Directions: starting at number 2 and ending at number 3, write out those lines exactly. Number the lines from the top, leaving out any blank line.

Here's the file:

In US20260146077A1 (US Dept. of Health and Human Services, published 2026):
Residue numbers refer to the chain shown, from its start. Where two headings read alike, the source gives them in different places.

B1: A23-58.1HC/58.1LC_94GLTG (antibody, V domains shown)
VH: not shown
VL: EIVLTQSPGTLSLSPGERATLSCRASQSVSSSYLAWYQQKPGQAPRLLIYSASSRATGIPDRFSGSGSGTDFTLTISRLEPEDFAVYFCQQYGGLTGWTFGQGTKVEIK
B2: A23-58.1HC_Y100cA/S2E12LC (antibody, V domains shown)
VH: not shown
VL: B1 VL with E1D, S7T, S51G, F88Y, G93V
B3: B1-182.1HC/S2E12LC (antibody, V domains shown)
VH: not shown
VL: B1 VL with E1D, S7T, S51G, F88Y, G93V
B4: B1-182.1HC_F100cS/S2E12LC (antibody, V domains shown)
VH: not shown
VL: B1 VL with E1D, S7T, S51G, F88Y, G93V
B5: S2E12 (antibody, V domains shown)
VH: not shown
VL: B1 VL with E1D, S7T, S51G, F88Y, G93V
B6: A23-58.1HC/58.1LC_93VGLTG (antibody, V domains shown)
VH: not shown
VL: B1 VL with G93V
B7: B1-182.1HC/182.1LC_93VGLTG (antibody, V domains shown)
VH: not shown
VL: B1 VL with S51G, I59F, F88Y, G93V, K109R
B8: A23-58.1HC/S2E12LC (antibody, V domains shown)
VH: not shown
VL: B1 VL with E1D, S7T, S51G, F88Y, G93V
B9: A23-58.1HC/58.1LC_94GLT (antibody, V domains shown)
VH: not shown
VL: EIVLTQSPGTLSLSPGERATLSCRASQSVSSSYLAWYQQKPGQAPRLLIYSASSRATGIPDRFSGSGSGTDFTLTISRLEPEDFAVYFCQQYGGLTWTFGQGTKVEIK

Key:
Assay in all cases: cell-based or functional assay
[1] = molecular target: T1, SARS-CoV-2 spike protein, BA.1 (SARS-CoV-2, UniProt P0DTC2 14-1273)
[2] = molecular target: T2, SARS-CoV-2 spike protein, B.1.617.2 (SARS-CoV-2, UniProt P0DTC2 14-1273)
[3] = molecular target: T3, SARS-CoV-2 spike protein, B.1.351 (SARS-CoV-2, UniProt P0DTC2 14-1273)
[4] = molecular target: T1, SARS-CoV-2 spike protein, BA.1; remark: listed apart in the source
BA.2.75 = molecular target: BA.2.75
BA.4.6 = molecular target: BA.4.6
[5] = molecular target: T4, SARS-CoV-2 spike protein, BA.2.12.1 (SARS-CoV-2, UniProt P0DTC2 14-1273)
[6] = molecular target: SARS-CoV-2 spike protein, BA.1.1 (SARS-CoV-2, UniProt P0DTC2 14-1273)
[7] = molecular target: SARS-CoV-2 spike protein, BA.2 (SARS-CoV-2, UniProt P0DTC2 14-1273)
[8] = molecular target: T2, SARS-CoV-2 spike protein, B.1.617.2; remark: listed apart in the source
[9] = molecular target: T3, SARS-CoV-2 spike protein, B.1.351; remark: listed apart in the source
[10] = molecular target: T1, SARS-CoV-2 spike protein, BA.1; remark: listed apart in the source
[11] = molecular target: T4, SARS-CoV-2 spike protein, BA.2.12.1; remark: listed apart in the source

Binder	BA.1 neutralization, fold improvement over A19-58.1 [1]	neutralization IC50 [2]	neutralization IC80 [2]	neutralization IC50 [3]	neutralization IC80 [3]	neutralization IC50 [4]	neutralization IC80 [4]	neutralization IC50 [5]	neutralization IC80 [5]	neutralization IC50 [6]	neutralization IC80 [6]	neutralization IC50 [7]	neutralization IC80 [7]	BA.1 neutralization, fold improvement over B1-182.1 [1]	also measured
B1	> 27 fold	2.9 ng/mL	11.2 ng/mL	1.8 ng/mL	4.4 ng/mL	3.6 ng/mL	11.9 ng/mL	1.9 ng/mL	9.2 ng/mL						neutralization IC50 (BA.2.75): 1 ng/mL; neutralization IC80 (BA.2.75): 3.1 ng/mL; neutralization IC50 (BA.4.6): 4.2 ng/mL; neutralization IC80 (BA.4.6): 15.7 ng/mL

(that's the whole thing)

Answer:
Residue numbers refer to the chain shown, from its start. Where two headings read alike, the source gives them in different places.

B1: A23-58.1HC/58.1LC_94GLTG (antibody, V domains shown)